External Affairs Minister S. Jaishankar on March 28 visited Lanka IOC, the local subsidiary of India’s oil major Indian Oil Corporation in Colombo and took stock of the island nation’s fuel supply situation amidst India’s support during its current foreign exchange crisis.
Sri Lanka is facing an acute economic and energy crisis triggered due to the shortage of foreign exchange.
Mr. Jaishankar is in Colombo to hold bilateral talks with the country’s top leadership and attend the seven-nation BIMSTEC summit.
“Visited Lanka IOC in downtown Colombo. Managing Director Manoj Gupta briefed me on the fuel supply situation. Indian LoC of US$ 500 million is helping Sri Lankan people in their everyday life,” Mr. Jaishankar said on Twitter.
Lanka IOC is Sri Lanka’s No.1 listed energy company, bringing energy to life for the whole nation, according to the company’s website.
Lanka IOC believes that Sri Lanka deserves a world-class petroleum industry, and is building a healthy and competitive fuel network that will both boost the nation’s economy, and care for its environment, it says.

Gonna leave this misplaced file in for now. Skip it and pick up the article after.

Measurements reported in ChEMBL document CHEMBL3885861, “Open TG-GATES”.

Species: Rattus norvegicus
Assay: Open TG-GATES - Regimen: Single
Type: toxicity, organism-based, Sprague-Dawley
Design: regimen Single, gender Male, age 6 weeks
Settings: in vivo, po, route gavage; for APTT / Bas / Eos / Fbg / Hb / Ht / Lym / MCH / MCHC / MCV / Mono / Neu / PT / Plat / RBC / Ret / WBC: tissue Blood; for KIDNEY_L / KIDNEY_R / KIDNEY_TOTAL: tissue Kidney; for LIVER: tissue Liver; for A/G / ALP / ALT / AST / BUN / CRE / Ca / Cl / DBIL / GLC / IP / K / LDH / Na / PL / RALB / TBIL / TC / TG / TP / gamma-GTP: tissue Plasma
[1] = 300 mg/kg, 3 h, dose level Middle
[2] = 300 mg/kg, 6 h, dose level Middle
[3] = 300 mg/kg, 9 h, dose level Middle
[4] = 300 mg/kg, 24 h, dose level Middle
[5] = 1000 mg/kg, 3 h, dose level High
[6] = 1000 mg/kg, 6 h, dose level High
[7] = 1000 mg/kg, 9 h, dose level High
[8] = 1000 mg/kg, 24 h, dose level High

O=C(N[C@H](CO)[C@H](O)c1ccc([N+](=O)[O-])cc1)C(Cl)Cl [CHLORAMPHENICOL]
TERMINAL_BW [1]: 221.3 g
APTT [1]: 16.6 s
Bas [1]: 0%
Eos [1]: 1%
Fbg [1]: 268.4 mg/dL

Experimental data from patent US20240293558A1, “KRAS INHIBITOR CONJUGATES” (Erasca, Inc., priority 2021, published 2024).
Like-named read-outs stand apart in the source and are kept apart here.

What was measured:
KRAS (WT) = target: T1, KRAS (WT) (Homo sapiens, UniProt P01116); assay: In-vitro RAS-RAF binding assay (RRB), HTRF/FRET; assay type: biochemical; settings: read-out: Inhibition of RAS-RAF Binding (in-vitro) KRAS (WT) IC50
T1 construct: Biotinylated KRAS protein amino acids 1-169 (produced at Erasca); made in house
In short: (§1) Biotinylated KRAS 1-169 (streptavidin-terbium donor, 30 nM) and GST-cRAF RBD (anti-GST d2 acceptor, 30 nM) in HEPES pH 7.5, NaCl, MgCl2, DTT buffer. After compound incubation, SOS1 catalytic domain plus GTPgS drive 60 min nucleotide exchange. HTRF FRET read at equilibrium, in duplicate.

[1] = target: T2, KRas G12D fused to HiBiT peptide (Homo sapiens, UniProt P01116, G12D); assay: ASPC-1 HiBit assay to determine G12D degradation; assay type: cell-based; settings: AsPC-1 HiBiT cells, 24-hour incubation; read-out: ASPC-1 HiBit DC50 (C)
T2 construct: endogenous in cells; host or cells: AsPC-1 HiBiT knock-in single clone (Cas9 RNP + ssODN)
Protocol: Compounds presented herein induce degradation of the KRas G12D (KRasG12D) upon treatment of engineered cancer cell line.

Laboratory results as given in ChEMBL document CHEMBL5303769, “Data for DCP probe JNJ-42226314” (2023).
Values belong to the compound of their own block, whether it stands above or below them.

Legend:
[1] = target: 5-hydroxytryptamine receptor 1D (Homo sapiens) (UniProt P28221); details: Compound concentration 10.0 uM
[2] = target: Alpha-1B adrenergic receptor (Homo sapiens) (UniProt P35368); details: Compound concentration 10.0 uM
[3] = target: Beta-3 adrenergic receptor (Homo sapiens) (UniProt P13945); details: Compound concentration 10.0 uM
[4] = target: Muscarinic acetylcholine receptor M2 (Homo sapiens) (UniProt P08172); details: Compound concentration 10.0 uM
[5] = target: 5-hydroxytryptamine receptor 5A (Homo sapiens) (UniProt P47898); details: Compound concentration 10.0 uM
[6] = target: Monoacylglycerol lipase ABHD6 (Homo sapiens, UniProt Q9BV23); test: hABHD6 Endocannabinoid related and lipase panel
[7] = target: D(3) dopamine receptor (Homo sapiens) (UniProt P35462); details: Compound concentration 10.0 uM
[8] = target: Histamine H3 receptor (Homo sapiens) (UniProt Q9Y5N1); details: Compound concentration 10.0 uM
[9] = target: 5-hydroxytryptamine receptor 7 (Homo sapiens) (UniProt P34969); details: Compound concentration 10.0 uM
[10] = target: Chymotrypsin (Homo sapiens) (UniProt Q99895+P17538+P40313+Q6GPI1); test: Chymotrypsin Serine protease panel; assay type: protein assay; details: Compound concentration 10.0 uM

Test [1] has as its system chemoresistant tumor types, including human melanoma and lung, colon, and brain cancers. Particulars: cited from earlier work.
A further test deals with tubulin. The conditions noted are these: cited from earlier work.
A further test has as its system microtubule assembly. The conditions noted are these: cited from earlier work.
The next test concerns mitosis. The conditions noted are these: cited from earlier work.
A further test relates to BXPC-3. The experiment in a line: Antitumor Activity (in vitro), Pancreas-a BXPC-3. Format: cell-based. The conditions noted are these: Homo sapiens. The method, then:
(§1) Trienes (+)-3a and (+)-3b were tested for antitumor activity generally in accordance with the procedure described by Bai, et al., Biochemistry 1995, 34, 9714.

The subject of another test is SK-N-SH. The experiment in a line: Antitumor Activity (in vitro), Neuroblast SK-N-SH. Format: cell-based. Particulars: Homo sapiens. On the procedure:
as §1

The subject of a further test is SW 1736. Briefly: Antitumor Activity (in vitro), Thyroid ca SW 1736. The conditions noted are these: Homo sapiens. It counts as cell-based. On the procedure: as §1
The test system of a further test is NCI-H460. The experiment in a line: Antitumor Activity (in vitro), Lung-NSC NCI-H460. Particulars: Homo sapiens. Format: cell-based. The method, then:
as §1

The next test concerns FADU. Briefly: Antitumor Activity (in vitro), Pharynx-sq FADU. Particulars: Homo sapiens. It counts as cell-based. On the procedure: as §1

In recent weeks, Lanka IOC has hiked fuel prices in the country.
Lanka IOC does not receive any subsidy from the Sri Lankan Government and its losses are calculated based on actual landed cost of the product after considering payment of applicable duties, taxes and other statutory levies including handling charges.
Last month, the Sri Lankan Government decided to purchase 40,000 metric tonnes each of petrol and diesel from the Indian Oil Corporation as part of its ongoing efforts to tide over the current fuel and energy crisis.
Lanka IOC, the Sri Lankan subsidiary of India’s oil major Indian Oil Corporation, has been in operation in Sri Lanka since 2002.
Sri Lanka in the recent weeks has been mulling different options to facilitate measures to prevent fuel pumps from going dry, as the country was faced with a severe foreign exchange crisis to pay for its imports.
The country is grappling with a shortage of almost all essentials, due to the lack of dollars to pay for the imports.
India recently announced to extend a $1 billion line of credit to Sri Lanka as part of its financial assistance to the country to deal with the economic crisis.
New Delhi had extended a $500 million line of credit to Colombo in February to help it purchase petroleum products.